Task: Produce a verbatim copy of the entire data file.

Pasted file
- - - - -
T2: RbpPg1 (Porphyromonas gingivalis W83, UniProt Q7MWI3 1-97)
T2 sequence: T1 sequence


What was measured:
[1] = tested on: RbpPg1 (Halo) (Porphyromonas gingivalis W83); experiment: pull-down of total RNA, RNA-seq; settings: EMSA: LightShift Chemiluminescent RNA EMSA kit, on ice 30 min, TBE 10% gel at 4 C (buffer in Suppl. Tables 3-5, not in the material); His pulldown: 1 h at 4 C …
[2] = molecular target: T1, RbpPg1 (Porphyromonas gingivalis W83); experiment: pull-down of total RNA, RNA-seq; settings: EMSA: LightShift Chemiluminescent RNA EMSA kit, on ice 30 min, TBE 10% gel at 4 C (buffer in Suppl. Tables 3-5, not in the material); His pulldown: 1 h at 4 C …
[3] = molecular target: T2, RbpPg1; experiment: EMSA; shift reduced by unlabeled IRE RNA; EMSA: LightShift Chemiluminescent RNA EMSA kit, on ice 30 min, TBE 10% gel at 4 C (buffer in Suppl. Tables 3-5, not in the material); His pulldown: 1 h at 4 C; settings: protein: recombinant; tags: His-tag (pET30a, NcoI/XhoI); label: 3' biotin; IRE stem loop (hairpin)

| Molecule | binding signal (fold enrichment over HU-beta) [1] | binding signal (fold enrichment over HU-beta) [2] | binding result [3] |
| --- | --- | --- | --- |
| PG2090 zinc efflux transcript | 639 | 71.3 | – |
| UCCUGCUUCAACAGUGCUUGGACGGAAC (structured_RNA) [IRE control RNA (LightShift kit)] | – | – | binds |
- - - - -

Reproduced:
T2: RbpPg1 (Porphyromonas gingivalis W83, UniProt Q7MWI3 1-97)
T2 sequence: T1 sequence


What was measured:
[1] = tested on: RbpPg1 (Halo) (Porphyromonas gingivalis W83); experiment: pull-down of total RNA, RNA-seq; settings: EMSA: LightShift Chemiluminescent RNA EMSA kit, on ice 30 min, TBE 10% gel at 4 C (buffer in Suppl. Tables 3-5, not in the material); His pulldown: 1 h at 4 C …
[2] = molecular target: T1, RbpPg1 (Porphyromonas gingivalis W83); experiment: pull-down of total RNA, RNA-seq; settings: EMSA: LightShift Chemiluminescent RNA EMSA kit, on ice 30 min, TBE 10% gel at 4 C (buffer in Suppl. Tables 3-5, not in the material); His pulldown: 1 h at 4 C …
[3] = molecular target: T2, RbpPg1; experiment: EMSA; shift reduced by unlabeled IRE RNA; EMSA: LightShift Chemiluminescent RNA EMSA kit, on ice 30 min, TBE 10% gel at 4 C (buffer in Suppl. Tables 3-5, not in the material); His pulldown: 1 h at 4 C; settings: protein: recombinant; tags: His-tag (pET30a, NcoI/XhoI); label: 3' biotin; IRE stem loop (hairpin)

| Molecule | binding signal (fold enrichment over HU-beta) [1] | binding signal (fold enrichment over HU-beta) [2] | binding result [3] |
| --- | --- | --- | --- |
| PG2090 zinc efflux transcript | 639 | 71.3 | – |
| UCCUGCUUCAACAGUGCUUGGACGGAAC (structured_RNA) [IRE control RNA (LightShift kit)] | – | – | binds |